This week, American Apparel is slated to lay off 1,800 workers from its clothing factory in Los Angeles. The impending layoffs are the result of a federal investigation which turned up irregularities in the documents workers presented when first hired by the company. The investigation itself represents a new direction in Department of Homeland Security (DHS) immigration enforcement, one which focuses on audits of employment records rather than mass roundups and S.W.A.T.-team raids—raids which inflicted abuse and trauma on immigrants, their families and our communities.
While DHS’s new focus on worksite enforcement is without the brutality of guns or dogs, the imminent firing of these workers—many of whom joined American Apparel years ago when the economy was robust and jobs were plentiful—is no cause for celebration. The disruption at American Apparel and the ripples it will send throughout Los Angeles represents another kind of tragedy—one that is a consequence of our broken immigration system.
The problems employers face typically receive little attention. The impact our broken system is having on those businesses who want to do the right thing is untold. Rather, companies who employ the undocumented are vilified as greedy behemoths who are intent on exploiting workers in order to wring as much profit as possible. As convenient as these images are in justifying the call for ever harsher penalties against employers, the American Apparel case points to a reality that belies these convenient stereotypes.
While it’s true that there are “big business” employers who knowingly hire undocumented immigrants to keep wages low and employers who exploit workers in modern sweatshops, it is worth remembering that in a labor force of more than 150 million workers, these abuses are not the experience of the vast majority of employees.
In reality, it is the small and medium-sized businesses—not giant corporations—who employ most workers in America—including most undocumented immigrants (studies show that most undocumented workers are employed by companies with fewer than 25 employees). Most of these business owners are honest, hard working people who are trying to keep their doors open and realize their own American dream. The vast majority of them want to comply with the law—including our immigration laws. For them, their immigrant workers (documented or not) aren’t chattel. They are human beings who they work with and care about. They depend on each other for the success that they are both working hard to achieve.
Obviously, American Apparel is no mom and pop clothing maker. It’s a huge corporation that makes hundreds of millions of dollars a year. Yet, the stories coming out of the dismissal of those 1,800 workers are stories of long term employees being paid decent wages. The company is proud of their “Made in America” labels and they are proud and respectful of their workers. Clearly, American Apparel is an exception on many levels. Not every CEO of a large corporation would go into the streets and stand shoulder to shoulder to protest workers who have been victimized by our broken immigration system. Nevertheless, American Apparel challenges the convenient stereotypes swirling around the immigration debate.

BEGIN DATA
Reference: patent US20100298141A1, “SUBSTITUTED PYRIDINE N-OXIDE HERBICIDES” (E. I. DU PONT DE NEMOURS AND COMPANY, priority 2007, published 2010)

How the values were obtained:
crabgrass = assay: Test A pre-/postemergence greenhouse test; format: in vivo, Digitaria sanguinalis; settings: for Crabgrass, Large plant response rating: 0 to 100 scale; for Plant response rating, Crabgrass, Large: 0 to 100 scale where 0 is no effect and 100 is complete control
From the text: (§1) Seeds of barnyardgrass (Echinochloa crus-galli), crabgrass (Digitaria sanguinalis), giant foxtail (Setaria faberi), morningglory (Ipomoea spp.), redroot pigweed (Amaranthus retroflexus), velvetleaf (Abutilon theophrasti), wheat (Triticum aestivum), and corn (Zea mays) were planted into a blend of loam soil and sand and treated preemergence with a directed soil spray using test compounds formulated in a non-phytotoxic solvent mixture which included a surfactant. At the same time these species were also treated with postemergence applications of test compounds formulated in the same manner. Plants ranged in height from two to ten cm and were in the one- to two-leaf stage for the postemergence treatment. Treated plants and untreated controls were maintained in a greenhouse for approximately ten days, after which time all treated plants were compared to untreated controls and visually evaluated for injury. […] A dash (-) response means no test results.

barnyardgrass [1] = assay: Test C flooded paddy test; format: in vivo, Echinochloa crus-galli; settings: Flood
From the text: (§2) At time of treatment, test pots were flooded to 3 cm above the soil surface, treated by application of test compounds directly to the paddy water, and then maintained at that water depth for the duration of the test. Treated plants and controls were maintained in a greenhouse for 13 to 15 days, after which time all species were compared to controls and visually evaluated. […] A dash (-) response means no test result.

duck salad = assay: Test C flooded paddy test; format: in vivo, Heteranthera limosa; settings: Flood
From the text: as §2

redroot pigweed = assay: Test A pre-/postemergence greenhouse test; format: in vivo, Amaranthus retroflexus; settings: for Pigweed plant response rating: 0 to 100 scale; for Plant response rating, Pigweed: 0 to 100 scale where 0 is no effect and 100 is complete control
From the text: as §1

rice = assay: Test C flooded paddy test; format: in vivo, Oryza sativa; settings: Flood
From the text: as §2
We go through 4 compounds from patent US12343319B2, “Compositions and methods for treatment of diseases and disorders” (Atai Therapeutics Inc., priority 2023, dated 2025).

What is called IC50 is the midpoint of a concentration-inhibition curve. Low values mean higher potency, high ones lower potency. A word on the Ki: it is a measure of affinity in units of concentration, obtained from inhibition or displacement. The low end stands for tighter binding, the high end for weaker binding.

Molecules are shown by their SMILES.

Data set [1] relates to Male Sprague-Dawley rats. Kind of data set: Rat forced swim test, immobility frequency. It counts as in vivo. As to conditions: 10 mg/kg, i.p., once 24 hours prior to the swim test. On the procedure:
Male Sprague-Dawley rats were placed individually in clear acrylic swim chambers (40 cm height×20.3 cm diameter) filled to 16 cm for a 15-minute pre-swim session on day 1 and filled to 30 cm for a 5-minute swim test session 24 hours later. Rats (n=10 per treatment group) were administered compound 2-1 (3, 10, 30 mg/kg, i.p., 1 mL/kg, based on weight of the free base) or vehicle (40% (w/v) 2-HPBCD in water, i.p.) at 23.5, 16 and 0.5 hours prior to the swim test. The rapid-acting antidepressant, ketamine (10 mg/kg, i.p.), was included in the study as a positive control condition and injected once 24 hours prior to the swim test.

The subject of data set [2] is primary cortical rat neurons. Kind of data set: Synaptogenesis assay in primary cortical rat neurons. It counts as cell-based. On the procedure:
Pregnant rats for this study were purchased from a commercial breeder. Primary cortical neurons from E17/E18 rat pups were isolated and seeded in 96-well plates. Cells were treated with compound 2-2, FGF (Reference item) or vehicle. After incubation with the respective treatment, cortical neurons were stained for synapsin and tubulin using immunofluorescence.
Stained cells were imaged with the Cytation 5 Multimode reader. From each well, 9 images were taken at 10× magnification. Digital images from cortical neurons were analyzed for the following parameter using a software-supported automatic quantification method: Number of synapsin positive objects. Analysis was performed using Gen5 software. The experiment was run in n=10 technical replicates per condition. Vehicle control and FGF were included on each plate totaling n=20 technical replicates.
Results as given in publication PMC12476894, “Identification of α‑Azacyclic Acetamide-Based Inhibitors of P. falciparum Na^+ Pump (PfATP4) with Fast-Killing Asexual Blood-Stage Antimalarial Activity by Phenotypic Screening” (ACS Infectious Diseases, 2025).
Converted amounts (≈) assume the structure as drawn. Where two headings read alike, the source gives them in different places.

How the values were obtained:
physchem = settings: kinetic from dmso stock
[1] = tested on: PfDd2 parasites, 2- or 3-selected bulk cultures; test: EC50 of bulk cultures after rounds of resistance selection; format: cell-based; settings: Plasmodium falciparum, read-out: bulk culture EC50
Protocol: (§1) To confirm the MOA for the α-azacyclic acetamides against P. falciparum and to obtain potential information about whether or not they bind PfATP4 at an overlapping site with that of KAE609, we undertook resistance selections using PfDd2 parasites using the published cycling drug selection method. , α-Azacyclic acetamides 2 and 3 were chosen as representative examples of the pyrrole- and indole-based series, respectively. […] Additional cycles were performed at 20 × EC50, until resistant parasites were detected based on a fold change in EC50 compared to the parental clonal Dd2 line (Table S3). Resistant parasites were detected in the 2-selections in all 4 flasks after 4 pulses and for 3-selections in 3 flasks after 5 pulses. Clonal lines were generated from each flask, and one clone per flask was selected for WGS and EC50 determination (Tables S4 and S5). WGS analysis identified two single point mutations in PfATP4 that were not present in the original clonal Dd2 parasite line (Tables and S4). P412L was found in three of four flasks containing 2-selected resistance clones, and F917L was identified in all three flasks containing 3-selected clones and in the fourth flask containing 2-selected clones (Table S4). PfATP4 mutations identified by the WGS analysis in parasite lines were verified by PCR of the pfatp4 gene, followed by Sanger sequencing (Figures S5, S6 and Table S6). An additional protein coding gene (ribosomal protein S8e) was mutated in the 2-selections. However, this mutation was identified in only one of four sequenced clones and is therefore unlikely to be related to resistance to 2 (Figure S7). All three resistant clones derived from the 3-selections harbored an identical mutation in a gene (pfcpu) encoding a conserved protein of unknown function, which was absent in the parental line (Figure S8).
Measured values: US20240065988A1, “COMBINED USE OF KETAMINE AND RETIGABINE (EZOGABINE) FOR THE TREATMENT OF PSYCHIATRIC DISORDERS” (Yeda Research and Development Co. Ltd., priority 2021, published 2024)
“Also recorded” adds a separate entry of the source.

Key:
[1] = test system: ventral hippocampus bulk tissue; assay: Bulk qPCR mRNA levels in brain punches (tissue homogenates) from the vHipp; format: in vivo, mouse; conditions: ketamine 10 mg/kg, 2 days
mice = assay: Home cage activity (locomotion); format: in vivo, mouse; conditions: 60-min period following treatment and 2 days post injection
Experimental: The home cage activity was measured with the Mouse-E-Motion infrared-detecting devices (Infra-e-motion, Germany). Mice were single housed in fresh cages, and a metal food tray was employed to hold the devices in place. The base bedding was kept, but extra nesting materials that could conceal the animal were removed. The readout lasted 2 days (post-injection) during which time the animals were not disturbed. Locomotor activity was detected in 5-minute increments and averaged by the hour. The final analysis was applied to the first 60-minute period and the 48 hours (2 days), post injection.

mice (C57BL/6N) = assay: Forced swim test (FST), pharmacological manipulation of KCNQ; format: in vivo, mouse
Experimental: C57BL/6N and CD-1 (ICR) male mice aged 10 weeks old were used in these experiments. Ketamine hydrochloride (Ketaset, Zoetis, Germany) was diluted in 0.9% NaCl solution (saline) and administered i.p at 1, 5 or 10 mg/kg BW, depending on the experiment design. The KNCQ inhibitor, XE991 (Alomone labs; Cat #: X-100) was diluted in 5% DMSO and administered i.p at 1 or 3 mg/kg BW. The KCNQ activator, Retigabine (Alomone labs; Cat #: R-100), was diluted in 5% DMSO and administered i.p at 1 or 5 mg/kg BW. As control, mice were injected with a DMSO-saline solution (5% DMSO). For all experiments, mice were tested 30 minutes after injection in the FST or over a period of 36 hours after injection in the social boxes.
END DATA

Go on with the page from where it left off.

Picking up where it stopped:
The problem for employers, big and small, is that abiding by our immigration laws is far too difficult. We have turned employers into de facto immigration agents—a mistake compounded by Congress’s failure to provide the tools needed to do the job. In the current environment, employers are required to except at least 23 different kinds of documents (not counting 50 different state drivers licenses and numerous forms of federal identification cards) from their employees as proof of identity or employment authorization. At a time when very sophisticated, fraudulent documents are readily available we have left decent employers with no way to effectively know who is authorized to work, and we have given unscrupulous employers a legitimate defense against the punishment they deserve.
If we are to continue the misguided policy of forcing employers to bear the burden of enforcing the law, there is no doubt that additional high tech electronic verification systems will be proposed, or current systems expanded. The current program provided through the E-Verify program, however, is woefully inadequate. The program is built on databases riddled with inaccuracies and limitations which were never designed as an enforcement tool. Moreover, employers need real-time answers on employment eligibility, but U.S. Citizenship and Immigration Service (USCIS), which is responsible for processing applications for legal status and employment authorization, operates on something closer to geological time. That isn’t the fault of the hard working people at USCIS. It is a reality created by the fact that the service side of DHS gets next to nothing in direct appropriations and is forced every year to perform a financial juggling act to find the money and resources to do its job effectively. The result is that immigration status is not nearly as black and white as the public seems to think. In fact, there are a hundred shades of grey made up of people whose applications are pending or whose status is changing. It is naïve to think that employers (or local police departments for that matter) have the time or resources to sort through this mess.
The immigration debate is filled with misguided efforts to find people to blame for our immigration problems. As the political pendulum has swung we have moved from vilifying immigrants to vilifying the businesses who employ them. The problem is not the people caught up in the system. The problem is the system itself. We don’t need more villains in the immigration debate. We need more solutions.
Photo above by walker cleavelands.